By Dr. Kisha Tracy, Fitchburg State University
I often teach a course entitled “World Literature I.” This course, as anyone knows who teaches one similar, poses several problems. For starters, the breadth of the material is daunting as it covers ancient and classical literature through the sixteenth century. The geographical expectations are also an issue as we are expected to engage with the Judeo-Christian and Greco-Roman foundations of Western literature and New World writings as well as with Hindu, Buddhist, and Islamic texts, among others. The chronological and physical space covered in the semester is, to say the least, vast, and the class time available for each reading is necessarily limited.
My approach to this course entails breaking the material into units corresponding to aspects of human or societal experience, such as “creation, ” “wise men, ” “love, ” “women, ” “death, ” “the other, ” etc. Each unit includes texts from a range of time periods and societies, encouraging comparison and analysis of over-arching concepts. The unit in which I include the Crusades texts is on “war.” It follows the unit on “epics” and flows naturally from discussion about The Epic of Gilgamesh, The Odyssey, Beowulf, and The Song of Roland.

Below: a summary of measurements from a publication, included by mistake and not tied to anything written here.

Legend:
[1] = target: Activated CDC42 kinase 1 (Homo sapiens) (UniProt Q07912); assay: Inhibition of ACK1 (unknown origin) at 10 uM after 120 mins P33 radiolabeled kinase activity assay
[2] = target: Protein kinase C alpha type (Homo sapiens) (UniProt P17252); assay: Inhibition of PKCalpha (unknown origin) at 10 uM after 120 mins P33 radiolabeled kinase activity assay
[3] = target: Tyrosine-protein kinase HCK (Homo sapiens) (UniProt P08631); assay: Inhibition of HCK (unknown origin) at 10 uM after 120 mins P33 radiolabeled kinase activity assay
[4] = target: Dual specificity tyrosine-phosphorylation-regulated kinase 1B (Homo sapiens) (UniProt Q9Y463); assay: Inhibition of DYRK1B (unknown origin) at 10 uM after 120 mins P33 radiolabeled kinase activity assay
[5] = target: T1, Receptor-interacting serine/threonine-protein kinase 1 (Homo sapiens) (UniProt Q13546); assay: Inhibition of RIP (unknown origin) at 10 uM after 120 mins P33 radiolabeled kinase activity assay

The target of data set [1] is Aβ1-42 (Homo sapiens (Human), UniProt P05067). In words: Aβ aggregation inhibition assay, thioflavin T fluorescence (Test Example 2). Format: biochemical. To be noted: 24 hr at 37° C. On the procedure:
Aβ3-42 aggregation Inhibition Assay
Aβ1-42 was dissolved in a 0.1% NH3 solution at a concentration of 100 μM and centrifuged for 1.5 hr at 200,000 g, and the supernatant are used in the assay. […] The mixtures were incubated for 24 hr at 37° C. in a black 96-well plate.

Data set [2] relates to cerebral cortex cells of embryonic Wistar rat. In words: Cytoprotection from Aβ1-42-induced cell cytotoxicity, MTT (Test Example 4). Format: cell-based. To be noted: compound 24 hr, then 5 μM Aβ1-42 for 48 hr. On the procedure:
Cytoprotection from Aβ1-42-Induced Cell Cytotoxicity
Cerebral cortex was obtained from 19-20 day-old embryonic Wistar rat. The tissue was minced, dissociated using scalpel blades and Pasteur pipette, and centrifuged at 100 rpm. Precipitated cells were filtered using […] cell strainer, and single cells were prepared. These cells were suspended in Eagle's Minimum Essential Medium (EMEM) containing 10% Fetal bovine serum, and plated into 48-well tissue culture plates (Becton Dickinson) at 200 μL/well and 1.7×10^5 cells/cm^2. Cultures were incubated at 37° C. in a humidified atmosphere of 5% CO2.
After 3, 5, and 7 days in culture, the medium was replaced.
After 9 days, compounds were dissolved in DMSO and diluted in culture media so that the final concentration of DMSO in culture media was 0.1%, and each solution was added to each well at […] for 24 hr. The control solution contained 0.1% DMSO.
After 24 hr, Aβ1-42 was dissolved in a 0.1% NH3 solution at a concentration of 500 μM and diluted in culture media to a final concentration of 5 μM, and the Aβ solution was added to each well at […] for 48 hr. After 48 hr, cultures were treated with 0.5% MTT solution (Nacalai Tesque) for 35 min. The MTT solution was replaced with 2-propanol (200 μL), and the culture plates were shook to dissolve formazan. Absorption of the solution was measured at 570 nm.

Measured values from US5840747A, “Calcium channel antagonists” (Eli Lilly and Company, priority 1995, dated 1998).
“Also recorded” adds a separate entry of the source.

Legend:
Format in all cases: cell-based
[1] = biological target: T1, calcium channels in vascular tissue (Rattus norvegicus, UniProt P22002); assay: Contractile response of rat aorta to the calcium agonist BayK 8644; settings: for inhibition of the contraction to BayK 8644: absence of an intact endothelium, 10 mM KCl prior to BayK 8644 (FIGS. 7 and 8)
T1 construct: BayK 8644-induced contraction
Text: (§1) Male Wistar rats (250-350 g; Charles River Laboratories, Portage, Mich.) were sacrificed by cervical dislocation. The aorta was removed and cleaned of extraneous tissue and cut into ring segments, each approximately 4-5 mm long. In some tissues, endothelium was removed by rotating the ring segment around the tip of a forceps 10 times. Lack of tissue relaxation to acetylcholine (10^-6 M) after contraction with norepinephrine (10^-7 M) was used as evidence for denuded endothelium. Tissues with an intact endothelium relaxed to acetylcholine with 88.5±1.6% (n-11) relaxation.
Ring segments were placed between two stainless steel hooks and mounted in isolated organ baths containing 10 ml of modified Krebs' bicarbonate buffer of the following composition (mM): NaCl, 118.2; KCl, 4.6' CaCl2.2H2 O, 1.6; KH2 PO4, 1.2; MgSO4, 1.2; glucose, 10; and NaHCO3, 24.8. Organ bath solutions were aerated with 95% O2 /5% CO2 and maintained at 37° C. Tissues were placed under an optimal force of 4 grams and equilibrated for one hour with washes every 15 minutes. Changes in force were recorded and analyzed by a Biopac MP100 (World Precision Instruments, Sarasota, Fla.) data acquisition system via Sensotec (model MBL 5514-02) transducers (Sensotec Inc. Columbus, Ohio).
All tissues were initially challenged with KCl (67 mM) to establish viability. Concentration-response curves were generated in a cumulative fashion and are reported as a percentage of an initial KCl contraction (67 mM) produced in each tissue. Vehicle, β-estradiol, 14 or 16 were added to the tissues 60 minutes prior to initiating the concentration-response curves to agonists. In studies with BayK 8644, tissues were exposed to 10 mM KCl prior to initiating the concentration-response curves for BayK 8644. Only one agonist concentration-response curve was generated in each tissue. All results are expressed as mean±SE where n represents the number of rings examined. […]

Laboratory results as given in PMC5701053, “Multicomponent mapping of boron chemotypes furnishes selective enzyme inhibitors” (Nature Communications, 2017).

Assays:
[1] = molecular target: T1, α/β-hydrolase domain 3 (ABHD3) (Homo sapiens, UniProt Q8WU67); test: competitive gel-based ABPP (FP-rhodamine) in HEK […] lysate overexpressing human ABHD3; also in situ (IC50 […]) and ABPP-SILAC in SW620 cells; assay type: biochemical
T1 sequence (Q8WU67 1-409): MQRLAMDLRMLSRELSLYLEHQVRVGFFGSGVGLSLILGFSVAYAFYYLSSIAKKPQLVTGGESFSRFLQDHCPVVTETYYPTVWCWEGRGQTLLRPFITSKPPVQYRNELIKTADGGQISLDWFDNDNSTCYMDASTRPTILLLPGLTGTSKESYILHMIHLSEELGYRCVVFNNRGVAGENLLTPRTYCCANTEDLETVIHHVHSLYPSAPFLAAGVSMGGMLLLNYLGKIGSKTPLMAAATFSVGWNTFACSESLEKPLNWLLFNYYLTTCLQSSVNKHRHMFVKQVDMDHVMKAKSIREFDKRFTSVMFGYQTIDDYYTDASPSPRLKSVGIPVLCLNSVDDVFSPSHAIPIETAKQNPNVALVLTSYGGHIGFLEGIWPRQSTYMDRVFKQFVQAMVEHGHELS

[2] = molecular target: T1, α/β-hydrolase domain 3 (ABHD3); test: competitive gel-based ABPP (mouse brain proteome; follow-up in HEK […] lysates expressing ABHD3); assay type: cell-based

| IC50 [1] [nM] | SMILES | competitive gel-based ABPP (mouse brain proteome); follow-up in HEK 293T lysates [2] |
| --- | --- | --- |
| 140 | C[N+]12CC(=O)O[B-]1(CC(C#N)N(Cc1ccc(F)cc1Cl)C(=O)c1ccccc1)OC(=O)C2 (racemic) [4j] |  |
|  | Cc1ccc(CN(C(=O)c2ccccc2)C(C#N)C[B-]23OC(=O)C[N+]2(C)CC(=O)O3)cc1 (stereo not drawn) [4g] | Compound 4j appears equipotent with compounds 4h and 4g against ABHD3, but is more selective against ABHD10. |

The textbook I choose to use for the course, which I have found to be quite satisfactory, is Volume 1 (Compact Edition) of The Bedford Anthology of World Literature: The Ancient, Medieval and Early Modern World, Beginnings-1650. This volume includes a section entitled “The Crusades: War and Faith in the Middle Ages, ” situated as an “In the World” context to the preceding The Song of Roland. In this section, there are, following a background introduction, Robert the Monk’s version of Pope Urban II’s “Call to the First Crusade” from 1095 and excerpts from the early twelfth-century History of the First Crusade and Third Crusade sections of Ibn al-Athir’s twelfth/thirteenth-century The Collection of Histories. In this article, I will outline my approach to teaching these texts.
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